The Daily Dose: NASA’s big day; 1 million year old mammoth genome decoded.

Today’s a big day for NASA. Their latest and greatest Mars rover, Perseverance, is set to touch down on the Red Planet. Either that or it will come crashing down or disintegrate on entry. In other words, a successful landing is anything but guaranteed and shouldn’t be taken for granted. You can follow the events on various outlets, including NASA’s own website and YouTube channel.

The reach of modern biotechnology never ceases to amaze. It’s ability to fill in the blanks from our distant past gets better with each passing year. Enter the oldest genome ever to be extracted and decoded. Per Nature, “The million-year-old genome is here. Mammoth teeth preserved in eastern Siberian permafrost have produced the oldest ancient DNA on record, pushing the technology close to — but perhaps not past — its limits… Genomic DNA extracted from a trio of tooth specimens excavated in the 1970s has identified a new kind of mammoth that gave rise to a later North American species. The findings were published in Nature on 17 February.” The oldest previously sequenced ancient DNA was 560,000-780,000 years old. Additionally, the findings may also be further evidence of a still-controversial notion of hybrid speciation which suggests that new species can be created by mixing and not just splitting from a parent branch.

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Global health inequities continue to be put in focus as a result of the COVID-19 pandemic. This is particularly true when it comes to vaccine distribution. Lower income countries have yet to enjoy any of the benefits. An article in Science highlights how the medical community in Africa are suffering the consequences. In many cases, doctors who chose to stay in their home countries are suffering. “Hakim’s death also highlights a stark reality in the global response to the coronavirus pandemic. Countries in Europe, Asia, and the Americas have administered more than 175 million shots to protect people against COVID-19 since December 2020, with most countries giving priority to medical workers. But not a single country in sub-Saharan Africa has started immunizations—South Africa will be the first, this week—leaving health care workers dying in places where they are scarce to begin with.” The situation could have been mitigated to a degree if wealthier countries had not acted entirely in their self-interest. It’s too late for that now.

Meanwhile, the journal is also reporting that people in France need to be convinced (!) to get vaccinated. “Recent polls suggest just 57% of the country intends to get vaccinated, whereas in the United Kingdom, 89% wants to get a shot for COVID-19.” Talk about entitlement.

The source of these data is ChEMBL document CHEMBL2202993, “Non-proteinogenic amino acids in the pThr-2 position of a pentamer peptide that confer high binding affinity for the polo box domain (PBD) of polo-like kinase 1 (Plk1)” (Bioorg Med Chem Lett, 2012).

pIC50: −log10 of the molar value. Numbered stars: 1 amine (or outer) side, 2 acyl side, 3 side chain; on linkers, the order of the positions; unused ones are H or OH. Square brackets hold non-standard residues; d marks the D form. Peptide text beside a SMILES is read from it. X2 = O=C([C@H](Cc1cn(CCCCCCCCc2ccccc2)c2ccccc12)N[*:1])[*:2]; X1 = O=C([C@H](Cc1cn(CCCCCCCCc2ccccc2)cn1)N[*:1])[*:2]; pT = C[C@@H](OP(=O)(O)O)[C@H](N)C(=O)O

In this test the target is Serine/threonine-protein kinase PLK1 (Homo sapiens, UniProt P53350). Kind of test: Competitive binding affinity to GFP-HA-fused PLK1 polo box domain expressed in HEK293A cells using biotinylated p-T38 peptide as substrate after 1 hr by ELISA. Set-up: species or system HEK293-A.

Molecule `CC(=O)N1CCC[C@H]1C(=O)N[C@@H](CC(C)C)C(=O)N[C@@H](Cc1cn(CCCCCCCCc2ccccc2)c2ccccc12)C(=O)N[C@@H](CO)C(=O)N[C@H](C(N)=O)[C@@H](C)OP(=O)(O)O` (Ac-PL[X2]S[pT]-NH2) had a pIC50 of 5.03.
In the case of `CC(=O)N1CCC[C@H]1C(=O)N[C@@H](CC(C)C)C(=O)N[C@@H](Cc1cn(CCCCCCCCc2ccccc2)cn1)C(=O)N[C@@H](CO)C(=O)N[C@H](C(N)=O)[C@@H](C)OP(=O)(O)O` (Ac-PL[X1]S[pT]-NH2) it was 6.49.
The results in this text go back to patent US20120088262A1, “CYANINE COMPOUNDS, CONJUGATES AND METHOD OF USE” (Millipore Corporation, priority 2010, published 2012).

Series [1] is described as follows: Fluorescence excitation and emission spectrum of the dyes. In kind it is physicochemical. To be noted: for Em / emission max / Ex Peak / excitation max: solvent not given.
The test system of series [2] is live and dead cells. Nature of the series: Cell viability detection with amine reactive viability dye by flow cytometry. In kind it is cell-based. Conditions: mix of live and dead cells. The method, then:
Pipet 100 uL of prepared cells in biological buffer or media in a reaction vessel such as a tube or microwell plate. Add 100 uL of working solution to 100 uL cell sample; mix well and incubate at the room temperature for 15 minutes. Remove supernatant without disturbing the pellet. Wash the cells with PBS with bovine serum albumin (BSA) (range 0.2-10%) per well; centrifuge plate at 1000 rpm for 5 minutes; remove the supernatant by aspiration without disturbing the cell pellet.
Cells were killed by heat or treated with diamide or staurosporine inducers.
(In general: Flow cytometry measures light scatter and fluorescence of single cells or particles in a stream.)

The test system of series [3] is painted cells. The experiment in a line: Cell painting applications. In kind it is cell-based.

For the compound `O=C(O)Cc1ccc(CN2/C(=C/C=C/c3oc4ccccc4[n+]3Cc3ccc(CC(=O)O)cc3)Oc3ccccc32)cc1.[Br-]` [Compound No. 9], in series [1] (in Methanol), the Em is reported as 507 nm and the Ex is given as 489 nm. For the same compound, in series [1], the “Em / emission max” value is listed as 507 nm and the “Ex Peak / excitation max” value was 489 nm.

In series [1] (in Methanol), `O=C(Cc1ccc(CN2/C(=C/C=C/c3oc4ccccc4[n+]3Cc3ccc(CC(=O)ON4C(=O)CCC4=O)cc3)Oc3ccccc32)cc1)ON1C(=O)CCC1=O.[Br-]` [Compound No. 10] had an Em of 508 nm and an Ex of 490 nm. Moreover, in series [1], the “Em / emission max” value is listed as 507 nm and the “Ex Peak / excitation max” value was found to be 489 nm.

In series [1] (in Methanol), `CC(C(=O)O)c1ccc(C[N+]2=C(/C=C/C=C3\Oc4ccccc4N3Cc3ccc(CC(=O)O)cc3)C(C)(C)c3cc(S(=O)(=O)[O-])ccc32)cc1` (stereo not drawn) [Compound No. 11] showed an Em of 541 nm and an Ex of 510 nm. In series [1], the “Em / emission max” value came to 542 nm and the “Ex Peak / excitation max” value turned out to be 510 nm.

Worrying news is being reported by the New Scientist. According to them, the first recombinant SARS-CoV-2 variant may have been isolated in a sample from California. “Two variants of the SARS-CoV-2 coronavirus that causes covid-19 have combined their genomes to form a heavily mutated hybrid version of the virus. The “recombination” event was discovered in a virus sample in California, provoking warnings that we may be poised to enter a new phase of the pandemic… The hybrid virus is the result of recombination of the highly transmissible B.1.1.7 variant discovered in the UK and the B.1.429 variant that originated in California and which may be responsible for a recent wave of cases in Los Angeles because it carries a mutation making it resistant to some antibodies.” This is not entirely unexpected since coronaviruses are widely known to recombine due to the nature of the RNA polymerase responsible for replication. It’s also important to note that the finding has not be confirmed by other labs.

Biotechnology isn’t the only field that’s been filling in the considerable blanks in our planet’s historical record. Geologists continue to decode layers of earth for clues as to what exactly happened when the dinosaurs were wiped out. A team of researchers report that the burning of organic matter at the Chicxulub impact site may have exacerbated the toxic environment. “We present a detailed record of molecular burn markers (polycyclic aromatic hydrocarbons [PAHs]) from the Chicxulub crater and in ocean sediments distant from the impact site. PAH features indicate rapid heating and a fossil carbon source and are consistent with sedimentary carbon ejected from the impact crater and dispersed by the atmosphere. Target rock-derived soot immediately contributed to global cooling and darkening that curtailed photosynthesis and caused widespread extinction. PAH evidence indicates wildfires were present but less influential on global climate and extinction.” The study appears in the Proceedings of the National Academy of the Sciences.

Thanks for reading. Let’s be careful out there.

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